Comm Eye Health Vol. 25 No. 77 2012 pp 16. Published online 18 June 2012.

An integrated low vision service: Sri Lanka

Sumrana Yasmin

Programmes Manager: South East Asia & Eastern Mediterranean, International Centre for Eye Care Education, Pakistan

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Unusually for a low- or middle-income country, Sri Lanka provides free health services through government hospitals and other outlets.

Before, services for the estimated 140,000 people with low vision in Sri Lanka were provided by just three low vision clinics at tertiary hospitals; this meant that few people received the help they needed.

When a national eye care plan was developed in 2007, international non-governmental organisations (INGOs) such as Sightsavers and the International Centre for Eye Care Education were able to make a strong case for including low vision. As a result, and thanks to the support of the ministry of health, low vision was part of the national eye care plan from the outset. The necessary linkages with education, rehabilitation, and social services could also be established.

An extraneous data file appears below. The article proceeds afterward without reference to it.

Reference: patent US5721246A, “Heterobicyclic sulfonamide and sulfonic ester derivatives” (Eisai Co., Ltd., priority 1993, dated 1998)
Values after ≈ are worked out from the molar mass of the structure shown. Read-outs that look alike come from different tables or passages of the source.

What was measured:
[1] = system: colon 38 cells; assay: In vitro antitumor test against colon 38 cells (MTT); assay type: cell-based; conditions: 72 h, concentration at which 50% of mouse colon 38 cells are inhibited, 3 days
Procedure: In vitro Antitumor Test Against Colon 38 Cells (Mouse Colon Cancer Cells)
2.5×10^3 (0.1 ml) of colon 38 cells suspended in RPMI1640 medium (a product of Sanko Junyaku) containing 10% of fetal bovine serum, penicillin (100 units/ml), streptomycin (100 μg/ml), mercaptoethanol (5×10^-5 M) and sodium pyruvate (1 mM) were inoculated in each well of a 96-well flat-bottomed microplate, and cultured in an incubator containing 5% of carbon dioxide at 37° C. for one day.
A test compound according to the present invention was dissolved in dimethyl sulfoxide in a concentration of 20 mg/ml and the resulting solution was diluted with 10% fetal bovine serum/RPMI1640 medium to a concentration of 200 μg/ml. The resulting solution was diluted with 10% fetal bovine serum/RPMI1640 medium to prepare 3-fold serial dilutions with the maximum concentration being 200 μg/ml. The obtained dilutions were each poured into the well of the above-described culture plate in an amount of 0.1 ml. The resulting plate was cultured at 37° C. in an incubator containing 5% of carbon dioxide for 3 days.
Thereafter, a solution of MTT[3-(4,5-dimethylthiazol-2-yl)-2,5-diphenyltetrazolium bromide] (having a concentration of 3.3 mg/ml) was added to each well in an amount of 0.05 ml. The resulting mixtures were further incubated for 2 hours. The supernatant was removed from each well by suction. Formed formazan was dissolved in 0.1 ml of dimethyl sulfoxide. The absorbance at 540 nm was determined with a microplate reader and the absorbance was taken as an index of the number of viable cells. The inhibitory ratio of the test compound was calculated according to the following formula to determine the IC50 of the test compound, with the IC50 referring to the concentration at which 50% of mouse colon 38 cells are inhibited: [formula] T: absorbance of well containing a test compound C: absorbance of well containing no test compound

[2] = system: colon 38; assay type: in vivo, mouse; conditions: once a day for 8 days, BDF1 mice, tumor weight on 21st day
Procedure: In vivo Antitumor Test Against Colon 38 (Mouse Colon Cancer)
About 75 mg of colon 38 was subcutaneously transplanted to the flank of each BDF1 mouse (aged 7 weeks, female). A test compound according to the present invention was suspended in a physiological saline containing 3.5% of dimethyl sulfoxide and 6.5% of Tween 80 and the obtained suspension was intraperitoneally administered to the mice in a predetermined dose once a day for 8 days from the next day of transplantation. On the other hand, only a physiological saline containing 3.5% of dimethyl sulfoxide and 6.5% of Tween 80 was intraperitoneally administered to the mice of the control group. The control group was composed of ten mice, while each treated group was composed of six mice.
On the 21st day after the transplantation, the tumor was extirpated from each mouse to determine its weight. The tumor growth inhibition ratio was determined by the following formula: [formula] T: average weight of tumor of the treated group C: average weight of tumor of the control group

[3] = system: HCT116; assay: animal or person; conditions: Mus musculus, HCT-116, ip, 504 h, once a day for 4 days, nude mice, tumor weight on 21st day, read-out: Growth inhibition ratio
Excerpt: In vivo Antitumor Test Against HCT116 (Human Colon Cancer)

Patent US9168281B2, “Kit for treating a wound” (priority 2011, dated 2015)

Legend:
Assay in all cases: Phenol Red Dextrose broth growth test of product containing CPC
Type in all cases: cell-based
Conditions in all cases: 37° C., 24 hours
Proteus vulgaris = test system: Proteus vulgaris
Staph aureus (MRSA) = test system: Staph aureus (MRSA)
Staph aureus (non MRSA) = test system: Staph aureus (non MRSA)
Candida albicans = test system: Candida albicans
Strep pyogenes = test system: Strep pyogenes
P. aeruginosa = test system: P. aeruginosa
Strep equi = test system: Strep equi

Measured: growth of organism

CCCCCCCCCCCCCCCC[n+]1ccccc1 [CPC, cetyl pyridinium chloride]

Implementation started in 2008 and the first priority was to strengthen the three clinics at tertiary level so they could provide visual skills training, orientation and mobility training, and counselling services for people with low vision.

Ten secondary level clinics, with strong referral links to the three tertiary clinics, were then established within existing district hospitals. These are easily accessible to most people, and offer comprehensive low vision assessment, prescription and dispensing of low vision devices, and training in the use of low vision devices. People with complicated needs are referred to the nearest tertiary low vision clinic for further management.

Ophthalmic technologists provide the services in the ten new secondary level clinics. These eye care practitioners were already working in the eye units at district level, with their salary paid for by government. Their availability, experience, and existing refraction skills made them the ideal group to train for this task.

Significant progress has already been made. By 2010, nearly 8,000 people (10% of which were children) had been helped, five times as many as in the previous three years.

The next step is to extend low vision services through community-based rehabilitation (CBR) services in order to reach under-served areas and groups; this will form part of existing CBR projects.

Programme planning and implementation is driven by the National Focal Person for Low Vision, Dr Saman Senanayake, who works in consultation with the ministry of health and INGOs. The expansion of the programme has been achieved through co-ordinated national planning, advocacy, human resource development, and the availability of affordable and low cost equipment.